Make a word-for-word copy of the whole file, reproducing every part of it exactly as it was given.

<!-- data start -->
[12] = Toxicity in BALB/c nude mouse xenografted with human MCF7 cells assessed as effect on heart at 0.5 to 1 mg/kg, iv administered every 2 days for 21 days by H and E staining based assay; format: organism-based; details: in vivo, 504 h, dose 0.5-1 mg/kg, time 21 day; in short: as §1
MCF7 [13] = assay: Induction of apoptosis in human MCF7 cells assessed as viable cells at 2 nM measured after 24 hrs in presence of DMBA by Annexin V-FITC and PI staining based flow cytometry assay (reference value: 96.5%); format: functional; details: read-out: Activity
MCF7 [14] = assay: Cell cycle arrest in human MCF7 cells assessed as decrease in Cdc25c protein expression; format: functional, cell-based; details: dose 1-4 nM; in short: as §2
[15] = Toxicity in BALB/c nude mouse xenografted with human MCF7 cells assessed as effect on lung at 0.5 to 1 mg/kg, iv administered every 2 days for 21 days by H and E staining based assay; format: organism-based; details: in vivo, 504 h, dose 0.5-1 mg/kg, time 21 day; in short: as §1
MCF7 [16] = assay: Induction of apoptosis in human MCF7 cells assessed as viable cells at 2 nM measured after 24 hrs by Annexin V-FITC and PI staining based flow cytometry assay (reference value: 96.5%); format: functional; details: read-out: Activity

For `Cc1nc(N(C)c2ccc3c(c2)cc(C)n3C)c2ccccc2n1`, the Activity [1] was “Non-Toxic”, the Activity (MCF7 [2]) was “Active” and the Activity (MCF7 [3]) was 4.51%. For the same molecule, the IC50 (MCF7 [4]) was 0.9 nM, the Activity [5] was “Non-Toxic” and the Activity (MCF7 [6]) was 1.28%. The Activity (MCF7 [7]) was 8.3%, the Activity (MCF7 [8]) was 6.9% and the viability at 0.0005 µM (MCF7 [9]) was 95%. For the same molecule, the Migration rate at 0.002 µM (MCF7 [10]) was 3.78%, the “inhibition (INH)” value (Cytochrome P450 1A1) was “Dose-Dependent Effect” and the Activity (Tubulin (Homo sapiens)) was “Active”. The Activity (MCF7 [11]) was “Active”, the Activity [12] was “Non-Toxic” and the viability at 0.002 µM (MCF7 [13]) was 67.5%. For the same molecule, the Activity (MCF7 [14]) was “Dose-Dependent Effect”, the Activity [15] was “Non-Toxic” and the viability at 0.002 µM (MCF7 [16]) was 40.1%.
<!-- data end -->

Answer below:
[12] = Toxicity in BALB/c nude mouse xenografted with human MCF7 cells assessed as effect on heart at 0.5 to 1 mg/kg, iv administered every 2 days for 21 days by H and E staining based assay; format: organism-based; details: in vivo, 504 h, dose 0.5-1 mg/kg, time 21 day; in short: as §1
MCF7 [13] = assay: Induction of apoptosis in human MCF7 cells assessed as viable cells at 2 nM measured after 24 hrs in presence of DMBA by Annexin V-FITC and PI staining based flow cytometry assay (reference value: 96.5%); format: functional; details: read-out: Activity
MCF7 [14] = assay: Cell cycle arrest in human MCF7 cells assessed as decrease in Cdc25c protein expression; format: functional, cell-based; details: dose 1-4 nM; in short: as §2
[15] = Toxicity in BALB/c nude mouse xenografted with human MCF7 cells assessed as effect on lung at 0.5 to 1 mg/kg, iv administered every 2 days for 21 days by H and E staining based assay; format: organism-based; details: in vivo, 504 h, dose 0.5-1 mg/kg, time 21 day; in short: as §1
MCF7 [16] = assay: Induction of apoptosis in human MCF7 cells assessed as viable cells at 2 nM measured after 24 hrs by Annexin V-FITC and PI staining based flow cytometry assay (reference value: 96.5%); format: functional; details: read-out: Activity

For `Cc1nc(N(C)c2ccc3c(c2)cc(C)n3C)c2ccccc2n1`, the Activity [1] was “Non-Toxic”, the Activity (MCF7 [2]) was “Active” and the Activity (MCF7 [3]) was 4.51%. For the same molecule, the IC50 (MCF7 [4]) was 0.9 nM, the Activity [5] was “Non-Toxic” and the Activity (MCF7 [6]) was 1.28%. The Activity (MCF7 [7]) was 8.3%, the Activity (MCF7 [8]) was 6.9% and the viability at 0.0005 µM (MCF7 [9]) was 95%. For the same molecule, the Migration rate at 0.002 µM (MCF7 [10]) was 3.78%, the “inhibition (INH)” value (Cytochrome P450 1A1) was “Dose-Dependent Effect” and the Activity (Tubulin (Homo sapiens)) was “Active”. The Activity (MCF7 [11]) was “Active”, the Activity [12] was “Non-Toxic” and the viability at 0.002 µM (MCF7 [13]) was 67.5%. For the same molecule, the Activity (MCF7 [14]) was “Dose-Dependent Effect”, the Activity [15] was “Non-Toxic” and the viability at 0.002 µM (MCF7 [16]) was 40.1%.